The Act recognizes that sometimes discrimination is reasonable and justifiable in the circumstances. This allows a person or organization responding to a human rights complaint to justify a discriminatory practice, requirement, standard, or policy as being reasonable and justifiable.
A discriminatory practice at work that is reasonable and justifiable is called a bona fide occupational requirement (BFOR). A service provider may have discriminatory standards or policies that are reasonable and justifiable.
Employers, service providers, landlords, and others must meet legal requirements to prove a practice, requirement, standard, or policy is reasonable and justifiable. They must show it:
- was adopted for a purpose that is rationally connected to the function being performed
- was made in an honest and good‑faith belief that it was necessary to fulfill a legitimate purpose or goal
- was reasonably necessary to accomplish that purpose or goal, including that the respondent could not accommodate the complainant without incurring undue hardship
For example, a car insurance company provides different premium rates to people based on a risk assessment of certain age groups. While the company’s rate-setting methods are prima facie (at first glance) discriminatory based on age, the practice of charging more for certain groups is reasonable and justifiable. The insurance company’s methods may be a sound and accepted practice in the industry, and there may be no practical alternatives that are fair to other insured drivers.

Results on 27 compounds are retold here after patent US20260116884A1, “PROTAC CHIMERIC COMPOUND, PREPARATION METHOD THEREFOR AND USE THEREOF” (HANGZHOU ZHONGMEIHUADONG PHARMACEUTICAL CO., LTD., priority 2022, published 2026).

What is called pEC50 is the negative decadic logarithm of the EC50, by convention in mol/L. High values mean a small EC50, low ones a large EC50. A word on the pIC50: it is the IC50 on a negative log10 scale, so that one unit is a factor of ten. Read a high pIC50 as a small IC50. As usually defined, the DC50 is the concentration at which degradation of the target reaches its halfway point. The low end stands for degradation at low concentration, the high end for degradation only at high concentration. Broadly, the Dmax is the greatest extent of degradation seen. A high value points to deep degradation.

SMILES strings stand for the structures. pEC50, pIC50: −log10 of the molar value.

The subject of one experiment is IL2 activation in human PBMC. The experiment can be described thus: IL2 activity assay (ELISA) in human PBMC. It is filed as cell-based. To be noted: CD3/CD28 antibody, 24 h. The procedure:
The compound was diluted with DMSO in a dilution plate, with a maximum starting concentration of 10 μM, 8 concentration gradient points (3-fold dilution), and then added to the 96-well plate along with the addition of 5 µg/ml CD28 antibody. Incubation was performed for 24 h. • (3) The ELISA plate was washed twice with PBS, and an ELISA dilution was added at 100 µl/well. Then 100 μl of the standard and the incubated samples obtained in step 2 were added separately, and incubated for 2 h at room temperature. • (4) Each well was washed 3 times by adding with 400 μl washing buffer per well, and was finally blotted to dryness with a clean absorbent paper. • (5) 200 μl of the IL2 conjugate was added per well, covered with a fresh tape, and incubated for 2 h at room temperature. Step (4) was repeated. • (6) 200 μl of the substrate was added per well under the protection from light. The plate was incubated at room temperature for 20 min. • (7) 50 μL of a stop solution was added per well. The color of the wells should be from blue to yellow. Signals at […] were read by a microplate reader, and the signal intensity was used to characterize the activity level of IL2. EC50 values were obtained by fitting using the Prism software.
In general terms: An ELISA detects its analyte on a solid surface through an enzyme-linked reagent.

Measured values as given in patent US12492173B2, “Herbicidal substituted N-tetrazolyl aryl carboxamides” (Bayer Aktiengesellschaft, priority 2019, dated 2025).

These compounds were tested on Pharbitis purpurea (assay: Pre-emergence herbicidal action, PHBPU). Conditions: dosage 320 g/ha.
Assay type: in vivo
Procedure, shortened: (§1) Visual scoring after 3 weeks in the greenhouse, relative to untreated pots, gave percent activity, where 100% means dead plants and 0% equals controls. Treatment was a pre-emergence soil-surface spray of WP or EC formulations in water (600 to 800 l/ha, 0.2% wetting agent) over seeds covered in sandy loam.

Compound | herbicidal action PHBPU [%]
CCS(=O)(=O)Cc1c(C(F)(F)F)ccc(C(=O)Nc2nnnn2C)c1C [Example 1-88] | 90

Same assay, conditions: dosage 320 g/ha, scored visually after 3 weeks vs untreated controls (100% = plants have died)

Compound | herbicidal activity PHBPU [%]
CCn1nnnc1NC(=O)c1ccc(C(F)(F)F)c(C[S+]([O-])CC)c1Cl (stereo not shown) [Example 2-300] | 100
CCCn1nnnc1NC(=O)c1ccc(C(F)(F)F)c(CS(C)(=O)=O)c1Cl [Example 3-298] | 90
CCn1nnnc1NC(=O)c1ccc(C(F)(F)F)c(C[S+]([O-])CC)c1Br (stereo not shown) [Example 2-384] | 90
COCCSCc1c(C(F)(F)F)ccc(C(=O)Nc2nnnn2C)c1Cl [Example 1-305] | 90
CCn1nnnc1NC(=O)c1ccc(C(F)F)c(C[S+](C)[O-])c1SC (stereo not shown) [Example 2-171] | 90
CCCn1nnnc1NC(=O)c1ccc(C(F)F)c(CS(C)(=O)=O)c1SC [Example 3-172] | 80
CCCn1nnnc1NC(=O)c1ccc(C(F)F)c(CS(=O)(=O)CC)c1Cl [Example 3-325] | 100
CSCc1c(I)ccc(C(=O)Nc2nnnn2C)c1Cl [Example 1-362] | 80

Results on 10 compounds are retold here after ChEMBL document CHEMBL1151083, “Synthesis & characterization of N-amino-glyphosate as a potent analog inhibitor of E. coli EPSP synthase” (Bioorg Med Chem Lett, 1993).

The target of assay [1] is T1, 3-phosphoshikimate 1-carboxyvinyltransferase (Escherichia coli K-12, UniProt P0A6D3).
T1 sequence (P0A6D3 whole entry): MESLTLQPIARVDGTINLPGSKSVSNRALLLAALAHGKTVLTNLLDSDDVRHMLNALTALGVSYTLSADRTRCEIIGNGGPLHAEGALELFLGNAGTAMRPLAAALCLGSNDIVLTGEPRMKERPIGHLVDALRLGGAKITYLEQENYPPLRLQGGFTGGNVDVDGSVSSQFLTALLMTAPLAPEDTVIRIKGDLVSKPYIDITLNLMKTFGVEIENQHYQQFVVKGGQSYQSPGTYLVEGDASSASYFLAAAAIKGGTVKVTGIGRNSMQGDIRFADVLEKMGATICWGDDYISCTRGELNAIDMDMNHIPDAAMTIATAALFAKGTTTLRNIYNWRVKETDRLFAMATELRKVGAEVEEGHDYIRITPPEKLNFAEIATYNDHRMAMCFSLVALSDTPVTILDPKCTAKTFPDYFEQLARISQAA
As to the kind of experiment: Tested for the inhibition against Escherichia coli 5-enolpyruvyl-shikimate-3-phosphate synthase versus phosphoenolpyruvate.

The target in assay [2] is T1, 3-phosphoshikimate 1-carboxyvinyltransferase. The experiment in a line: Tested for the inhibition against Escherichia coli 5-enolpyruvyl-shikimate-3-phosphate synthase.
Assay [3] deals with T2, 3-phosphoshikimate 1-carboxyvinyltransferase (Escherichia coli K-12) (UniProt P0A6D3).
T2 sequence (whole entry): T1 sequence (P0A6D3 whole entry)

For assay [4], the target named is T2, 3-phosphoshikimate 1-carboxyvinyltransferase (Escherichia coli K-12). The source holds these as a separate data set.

Another example is a seniors’ residence only hiring male nursing attendants for male residents who request an attendant of the same gender. A female job applicant applies for a nursing attendant position in the seniors’ residence but is not hired. The employer may have a bona fide occupational requirement, as it is reasonable for residents to have their requests met to preserve their sense of personal dignity and privacy. While the requirement is at first glance discriminatory, it is reasonable and justifiable in the circumstance.
If you are the respondent to a complaint and believe the discrimination described in the complaint is reasonable and justifiable, you should provide detailed information about this in the Response Form.
For more on reasonable and justifiable practices, requirements, standards, or policies, refer to the Defences to Human Rights Complaints human rights guide.